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J Biomol Tech. 2017 Sep;28(3):111-121. doi: 10.7171/jbt.17-2803-002. Epub 2017 Jul 24.

Evaluation of a Bead-Free Coimmunoprecipitation Technique for Identification of Virus-Host Protein Interactions Using High-Resolution Mass Spectrometry.

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U.S. Department of Agriculture, Agricultural Research Service, Emerging Pests and Pathogens Research Unit, Ithaca, New York 14853, USA.
Boyce Thompson Institute, Ithaca, New York 14853, USA.
Department of Biological Sciences, North Carolina State University, Raleigh-Durham North Carolina 27695, USA.
Plant Pathology and Plant-Microbe Biology Section, School of Integrative Plant Science, Cornell University, Ithaca, New York 14853, USA; and.
Department of Genome Sciences, University of Washington, Seattle, Washington 98109, USA.


Protein interactions between virus and host are essential for viral propagation and movement, as viruses lack most of the proteins required to thrive on their own. Precision methods aimed at disrupting virus-host interactions represent new approaches to disease management but require in-depth knowledge of the identity and binding specificity of host proteins within these interaction networks. Protein coimmunoprecipitation (co-IP) coupled with mass spectrometry (MS) provides a high-throughput way to characterize virus-host interactomes in a single experiment. Common co-IP methods use antibodies immobilized on agarose or magnetic beads to isolate virus-host complexes in solutions of host tissue homogenate. Although these workflows are well established, they can be fairly laborious and expensive. Therefore, we evaluated the feasibility of using antibody-coated microtiter plates coupled with MS analysis as an easy, less expensive way to identify host proteins that interact with Potato leafroll virus (PLRV), an insect-borne RNA virus that infects potatoes. With the use of the bead-free platform, we were able to detect 36 plant and 1 nonstructural viral protein significantly coimmunoprecipitating with PLRV. Two of these proteins, a 14-3-3 signal transduction protein and malate dehydrogenase 2 (mMDH2), were detected as having a weakened or lost association with a structural mutant of the virus, demonstrating that the bead-free method is sensitive enough to detect quantitative differences that can be used to pin-point domains of interaction. Collectively, our analysis shows that the bead-free platform is a low-cost alternative that can be used by core facilities and other investigators to identify plant and viral proteins interacting with virions and/or the viral structural proteins.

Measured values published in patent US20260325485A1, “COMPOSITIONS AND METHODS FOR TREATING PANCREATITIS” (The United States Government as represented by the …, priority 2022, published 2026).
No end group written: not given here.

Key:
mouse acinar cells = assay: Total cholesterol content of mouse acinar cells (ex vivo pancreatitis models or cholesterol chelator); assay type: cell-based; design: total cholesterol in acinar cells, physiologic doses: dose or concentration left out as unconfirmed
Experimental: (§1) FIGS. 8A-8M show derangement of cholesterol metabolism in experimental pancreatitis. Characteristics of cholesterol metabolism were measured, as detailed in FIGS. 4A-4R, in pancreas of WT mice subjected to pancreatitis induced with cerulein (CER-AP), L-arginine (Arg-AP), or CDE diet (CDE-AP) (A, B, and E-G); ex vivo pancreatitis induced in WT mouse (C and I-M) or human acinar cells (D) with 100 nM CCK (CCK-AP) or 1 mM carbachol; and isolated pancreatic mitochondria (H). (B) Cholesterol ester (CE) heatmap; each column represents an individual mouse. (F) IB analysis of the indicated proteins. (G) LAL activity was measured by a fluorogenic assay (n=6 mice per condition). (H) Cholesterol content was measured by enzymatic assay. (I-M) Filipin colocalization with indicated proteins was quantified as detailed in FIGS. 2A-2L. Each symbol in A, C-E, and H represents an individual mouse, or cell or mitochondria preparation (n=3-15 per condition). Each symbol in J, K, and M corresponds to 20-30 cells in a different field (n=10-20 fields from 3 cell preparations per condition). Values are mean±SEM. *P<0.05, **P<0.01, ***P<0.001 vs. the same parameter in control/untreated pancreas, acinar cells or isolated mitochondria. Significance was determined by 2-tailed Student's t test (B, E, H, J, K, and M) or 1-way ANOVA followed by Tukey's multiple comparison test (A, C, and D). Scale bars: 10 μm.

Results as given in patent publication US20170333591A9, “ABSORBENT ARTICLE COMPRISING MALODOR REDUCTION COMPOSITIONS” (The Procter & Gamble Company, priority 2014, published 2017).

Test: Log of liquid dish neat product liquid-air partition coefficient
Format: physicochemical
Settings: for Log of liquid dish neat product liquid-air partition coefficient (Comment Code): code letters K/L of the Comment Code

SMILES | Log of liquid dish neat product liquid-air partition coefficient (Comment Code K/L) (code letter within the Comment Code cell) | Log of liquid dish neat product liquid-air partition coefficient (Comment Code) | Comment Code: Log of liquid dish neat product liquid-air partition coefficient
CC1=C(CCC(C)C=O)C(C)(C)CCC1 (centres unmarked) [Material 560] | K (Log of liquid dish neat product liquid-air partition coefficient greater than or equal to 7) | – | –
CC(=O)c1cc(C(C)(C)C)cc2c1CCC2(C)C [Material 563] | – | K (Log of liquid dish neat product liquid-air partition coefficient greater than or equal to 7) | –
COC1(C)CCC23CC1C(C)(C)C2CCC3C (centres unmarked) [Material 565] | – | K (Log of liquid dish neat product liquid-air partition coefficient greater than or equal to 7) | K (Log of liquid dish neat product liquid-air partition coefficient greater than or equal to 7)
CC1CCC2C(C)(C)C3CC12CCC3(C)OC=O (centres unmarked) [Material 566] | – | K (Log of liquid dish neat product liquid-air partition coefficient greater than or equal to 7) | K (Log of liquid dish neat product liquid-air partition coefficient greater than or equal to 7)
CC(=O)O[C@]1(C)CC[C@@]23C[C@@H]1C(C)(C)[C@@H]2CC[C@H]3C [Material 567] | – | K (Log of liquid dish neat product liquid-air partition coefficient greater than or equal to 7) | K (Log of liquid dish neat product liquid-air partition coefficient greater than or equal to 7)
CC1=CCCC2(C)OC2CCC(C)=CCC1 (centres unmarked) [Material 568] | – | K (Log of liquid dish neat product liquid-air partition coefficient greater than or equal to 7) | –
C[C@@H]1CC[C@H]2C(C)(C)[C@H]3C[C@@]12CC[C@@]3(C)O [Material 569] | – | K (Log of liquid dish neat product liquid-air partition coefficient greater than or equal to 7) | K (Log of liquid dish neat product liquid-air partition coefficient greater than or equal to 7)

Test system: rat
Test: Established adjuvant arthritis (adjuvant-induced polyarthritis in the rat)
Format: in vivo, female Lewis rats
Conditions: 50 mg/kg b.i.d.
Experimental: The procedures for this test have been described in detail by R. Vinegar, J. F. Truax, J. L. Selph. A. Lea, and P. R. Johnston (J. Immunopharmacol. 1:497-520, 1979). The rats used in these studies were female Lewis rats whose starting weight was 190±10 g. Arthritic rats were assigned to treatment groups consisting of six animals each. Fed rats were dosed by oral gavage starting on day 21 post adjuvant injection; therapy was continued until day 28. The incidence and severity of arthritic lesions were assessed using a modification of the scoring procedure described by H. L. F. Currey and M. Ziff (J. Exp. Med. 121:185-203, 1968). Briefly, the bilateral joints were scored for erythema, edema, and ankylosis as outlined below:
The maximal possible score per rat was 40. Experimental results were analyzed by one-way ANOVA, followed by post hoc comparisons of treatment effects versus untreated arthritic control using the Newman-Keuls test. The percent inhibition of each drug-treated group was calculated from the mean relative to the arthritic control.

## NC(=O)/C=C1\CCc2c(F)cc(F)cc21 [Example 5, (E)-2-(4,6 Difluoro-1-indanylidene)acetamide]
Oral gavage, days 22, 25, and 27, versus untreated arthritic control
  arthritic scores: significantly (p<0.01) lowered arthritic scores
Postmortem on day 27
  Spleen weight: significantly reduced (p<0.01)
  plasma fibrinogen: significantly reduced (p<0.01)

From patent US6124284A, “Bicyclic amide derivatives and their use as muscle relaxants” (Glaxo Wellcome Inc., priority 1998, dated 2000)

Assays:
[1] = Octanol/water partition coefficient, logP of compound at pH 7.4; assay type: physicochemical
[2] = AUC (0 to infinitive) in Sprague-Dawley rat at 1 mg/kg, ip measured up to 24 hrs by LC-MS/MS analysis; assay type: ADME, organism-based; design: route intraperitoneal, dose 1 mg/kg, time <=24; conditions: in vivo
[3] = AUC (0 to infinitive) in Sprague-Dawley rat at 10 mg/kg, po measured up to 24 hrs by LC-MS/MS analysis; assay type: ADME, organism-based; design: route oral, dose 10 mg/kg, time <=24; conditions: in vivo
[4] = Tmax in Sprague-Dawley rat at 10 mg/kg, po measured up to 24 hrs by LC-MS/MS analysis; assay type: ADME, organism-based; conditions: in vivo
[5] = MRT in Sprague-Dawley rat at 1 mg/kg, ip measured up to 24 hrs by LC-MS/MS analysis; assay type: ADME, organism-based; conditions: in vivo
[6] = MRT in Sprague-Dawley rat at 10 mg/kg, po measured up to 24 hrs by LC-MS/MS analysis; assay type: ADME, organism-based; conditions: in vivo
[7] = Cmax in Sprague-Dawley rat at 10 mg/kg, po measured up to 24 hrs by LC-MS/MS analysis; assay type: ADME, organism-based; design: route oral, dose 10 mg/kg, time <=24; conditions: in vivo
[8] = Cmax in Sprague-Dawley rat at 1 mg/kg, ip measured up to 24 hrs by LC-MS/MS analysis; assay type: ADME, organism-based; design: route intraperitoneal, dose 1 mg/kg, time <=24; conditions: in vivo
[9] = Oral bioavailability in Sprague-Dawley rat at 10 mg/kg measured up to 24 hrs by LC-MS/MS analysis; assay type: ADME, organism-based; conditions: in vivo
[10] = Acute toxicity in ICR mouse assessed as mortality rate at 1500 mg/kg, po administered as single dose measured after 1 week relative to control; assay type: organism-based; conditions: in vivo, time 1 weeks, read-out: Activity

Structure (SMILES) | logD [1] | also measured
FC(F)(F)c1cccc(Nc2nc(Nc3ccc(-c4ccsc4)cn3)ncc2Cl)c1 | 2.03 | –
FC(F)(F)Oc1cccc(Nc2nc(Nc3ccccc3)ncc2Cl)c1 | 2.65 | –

Luteoviridae, polerovirus; insect-borne virus; molecular virology; phloem-limited pathogen; potato leafroll

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